shore of the estuary. Again, luxuriance of a few robust species such as
Dicranum majus, Isothecium myosuroides, Pleurozium schreberi, Rhytidiadelphus
loreus, R. triquetrus and Frullania tamarisci was the main
feature. However, some commoner Atlantic bryophytes were seen, particularly
associated with granite clitter, including Heterocladium heteropterum
var. flaccidum, Hookeria lucens, Cololejeunea minutissima (a common epiphyte
in Brittany), Lejeunea lamacerina, L. patens, L. ulicina, Plagiochila
killarniensis, Saccogyna viticulosa, Scapania compacta and S.
gracilis. Amongst a reasonable list of woodland bryophytes Leucobryum
juniperoideum (c.spor.) was also noteworthy. Much interest was generated
by the discovery of Ditrichum subulatum and Entosthodon attenuatus
on a clayey bank just above the shore. Surprisingly, Gaume (1956) lists
only one locality in Finistère for D.subulatum. Amphidium-like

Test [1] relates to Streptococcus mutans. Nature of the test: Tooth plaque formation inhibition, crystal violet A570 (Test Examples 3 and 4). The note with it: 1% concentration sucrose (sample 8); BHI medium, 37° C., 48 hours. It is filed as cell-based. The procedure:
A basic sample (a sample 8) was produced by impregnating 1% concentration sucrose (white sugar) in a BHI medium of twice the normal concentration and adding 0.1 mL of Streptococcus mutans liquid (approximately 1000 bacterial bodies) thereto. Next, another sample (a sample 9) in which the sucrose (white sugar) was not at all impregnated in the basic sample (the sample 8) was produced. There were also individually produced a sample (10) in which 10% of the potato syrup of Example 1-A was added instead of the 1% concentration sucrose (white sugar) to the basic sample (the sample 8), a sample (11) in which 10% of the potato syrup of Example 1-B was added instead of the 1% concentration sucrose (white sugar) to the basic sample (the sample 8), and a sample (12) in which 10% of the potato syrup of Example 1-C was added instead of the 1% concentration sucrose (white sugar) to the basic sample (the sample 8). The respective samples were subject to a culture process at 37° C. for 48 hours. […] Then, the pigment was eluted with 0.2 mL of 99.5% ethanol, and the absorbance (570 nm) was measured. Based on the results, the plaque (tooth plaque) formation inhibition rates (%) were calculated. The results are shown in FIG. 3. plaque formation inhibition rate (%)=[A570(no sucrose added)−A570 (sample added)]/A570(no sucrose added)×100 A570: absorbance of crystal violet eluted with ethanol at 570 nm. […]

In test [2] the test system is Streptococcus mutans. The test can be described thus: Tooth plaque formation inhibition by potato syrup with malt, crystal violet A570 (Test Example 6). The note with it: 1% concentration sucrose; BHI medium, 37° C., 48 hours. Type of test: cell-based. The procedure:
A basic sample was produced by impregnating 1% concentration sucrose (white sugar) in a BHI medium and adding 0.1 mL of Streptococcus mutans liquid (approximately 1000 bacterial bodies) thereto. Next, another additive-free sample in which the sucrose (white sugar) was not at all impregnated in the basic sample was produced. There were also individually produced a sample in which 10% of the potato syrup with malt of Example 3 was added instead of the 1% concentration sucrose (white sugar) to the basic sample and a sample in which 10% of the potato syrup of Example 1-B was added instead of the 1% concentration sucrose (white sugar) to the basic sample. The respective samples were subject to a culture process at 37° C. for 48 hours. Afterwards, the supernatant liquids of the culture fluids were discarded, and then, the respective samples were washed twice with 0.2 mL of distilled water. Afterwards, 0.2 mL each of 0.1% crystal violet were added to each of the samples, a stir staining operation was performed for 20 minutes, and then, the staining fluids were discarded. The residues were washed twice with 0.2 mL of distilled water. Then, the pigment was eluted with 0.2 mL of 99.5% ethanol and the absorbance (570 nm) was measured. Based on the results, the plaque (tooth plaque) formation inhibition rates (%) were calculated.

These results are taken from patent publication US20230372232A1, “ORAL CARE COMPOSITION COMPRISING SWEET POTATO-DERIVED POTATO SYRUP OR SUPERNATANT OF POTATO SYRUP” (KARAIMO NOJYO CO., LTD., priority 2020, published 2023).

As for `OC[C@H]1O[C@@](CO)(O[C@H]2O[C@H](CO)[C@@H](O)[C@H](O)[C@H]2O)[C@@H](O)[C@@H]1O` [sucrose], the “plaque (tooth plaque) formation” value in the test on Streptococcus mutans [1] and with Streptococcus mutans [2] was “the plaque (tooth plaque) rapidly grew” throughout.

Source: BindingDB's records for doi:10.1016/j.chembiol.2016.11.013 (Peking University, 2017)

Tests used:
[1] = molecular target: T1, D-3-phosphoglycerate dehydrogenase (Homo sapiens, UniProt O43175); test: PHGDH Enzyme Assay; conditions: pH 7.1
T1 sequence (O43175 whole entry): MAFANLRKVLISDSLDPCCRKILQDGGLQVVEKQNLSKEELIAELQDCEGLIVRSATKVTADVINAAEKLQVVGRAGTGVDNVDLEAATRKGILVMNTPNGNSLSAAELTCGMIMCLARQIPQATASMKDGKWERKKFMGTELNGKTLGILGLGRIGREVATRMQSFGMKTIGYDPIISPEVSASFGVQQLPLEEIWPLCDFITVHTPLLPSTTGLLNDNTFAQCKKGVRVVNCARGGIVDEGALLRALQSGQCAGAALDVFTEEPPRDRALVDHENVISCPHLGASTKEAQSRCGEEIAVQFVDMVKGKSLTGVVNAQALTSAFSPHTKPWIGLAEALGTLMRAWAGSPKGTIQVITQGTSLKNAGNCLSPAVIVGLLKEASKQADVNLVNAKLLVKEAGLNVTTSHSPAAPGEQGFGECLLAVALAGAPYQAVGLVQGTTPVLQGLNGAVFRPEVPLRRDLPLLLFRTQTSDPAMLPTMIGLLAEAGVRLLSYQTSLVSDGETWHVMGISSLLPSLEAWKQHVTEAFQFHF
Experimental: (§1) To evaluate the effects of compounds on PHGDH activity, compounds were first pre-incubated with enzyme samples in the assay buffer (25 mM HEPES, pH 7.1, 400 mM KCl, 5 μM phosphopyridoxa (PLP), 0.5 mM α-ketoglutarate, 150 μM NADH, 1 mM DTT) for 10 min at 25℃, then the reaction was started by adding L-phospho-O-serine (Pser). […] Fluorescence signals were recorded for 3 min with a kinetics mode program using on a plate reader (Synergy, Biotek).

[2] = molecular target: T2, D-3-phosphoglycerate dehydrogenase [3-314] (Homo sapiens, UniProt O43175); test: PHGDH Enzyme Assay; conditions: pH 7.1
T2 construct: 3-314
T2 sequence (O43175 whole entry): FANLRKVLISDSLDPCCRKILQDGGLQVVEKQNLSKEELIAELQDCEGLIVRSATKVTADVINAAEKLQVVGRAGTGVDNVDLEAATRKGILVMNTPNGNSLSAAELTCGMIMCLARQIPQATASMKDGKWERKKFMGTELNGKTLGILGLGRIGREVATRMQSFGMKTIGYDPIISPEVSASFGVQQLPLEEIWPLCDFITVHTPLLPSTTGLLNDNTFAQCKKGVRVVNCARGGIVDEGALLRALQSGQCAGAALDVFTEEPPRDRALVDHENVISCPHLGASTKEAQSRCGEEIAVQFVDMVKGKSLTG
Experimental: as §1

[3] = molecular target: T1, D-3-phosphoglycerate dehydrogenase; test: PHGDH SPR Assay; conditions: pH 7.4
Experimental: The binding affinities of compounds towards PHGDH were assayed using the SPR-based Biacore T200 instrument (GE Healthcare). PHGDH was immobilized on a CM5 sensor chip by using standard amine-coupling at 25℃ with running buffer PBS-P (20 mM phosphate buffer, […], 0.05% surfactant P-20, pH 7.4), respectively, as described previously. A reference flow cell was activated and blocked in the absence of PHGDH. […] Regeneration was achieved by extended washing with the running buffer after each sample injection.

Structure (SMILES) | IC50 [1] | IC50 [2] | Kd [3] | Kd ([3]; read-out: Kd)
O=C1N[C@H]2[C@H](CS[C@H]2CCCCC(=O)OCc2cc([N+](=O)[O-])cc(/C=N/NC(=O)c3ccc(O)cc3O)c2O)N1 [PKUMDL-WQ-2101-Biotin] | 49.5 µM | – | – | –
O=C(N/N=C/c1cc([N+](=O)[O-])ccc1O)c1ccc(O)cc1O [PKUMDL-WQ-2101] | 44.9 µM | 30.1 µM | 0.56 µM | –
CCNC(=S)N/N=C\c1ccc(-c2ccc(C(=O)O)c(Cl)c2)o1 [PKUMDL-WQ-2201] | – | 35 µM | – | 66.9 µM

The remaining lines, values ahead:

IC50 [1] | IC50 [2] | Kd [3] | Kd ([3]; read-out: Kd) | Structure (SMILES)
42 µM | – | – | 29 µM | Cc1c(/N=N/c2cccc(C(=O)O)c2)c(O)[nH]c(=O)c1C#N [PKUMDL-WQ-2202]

cushions on a shaded cliff on the shore misled most people and were in
fact formed by Rhabdoweisia fugax. Schistidium maritimum and
Frullania microphylla (one previous record for Finistère:
Gaume, 1955) were seen nearby. Deserted picnic tables at the top of the
wood provided an ideal site for lunch in warm and sunny conditions.
Cap de la Chèvre
The long drive to this southernmost prong of the Presqu’ile de Crozon
took us through Crozon, Morgat and a long stretch of wind-clipped heathlands
which, in autumn, are resplendent with flowering Erica ciliaris
and Ulex gallii. This is typical breton granite cliff-top habitat
and it looks extremely unpromising for bryophytes. In the eroded heathy
peat the most conspicuous species were Campylopus introflexus, Entosthodon
obtusus, Cephaloziella divaricata, Diplophyllum albicans, Frullania tamarisci
and Scapania compacta. More careful inspection of sheltered granite
outcrops, and particularly a line of scree below gentler cliffs on the
west side of the semaphore, led to discovery of Scapania gracilis
and Plagiochila killarniensis. Leucobryum glaucum turned
up in a seepage patch in otherwise exposed salt-clipped heath. A small
stream gully nearby produced Fossombronia angulosa and Sphagnum
denticulatum. Gordon Rothero found Plagiochila punctata, Riccardia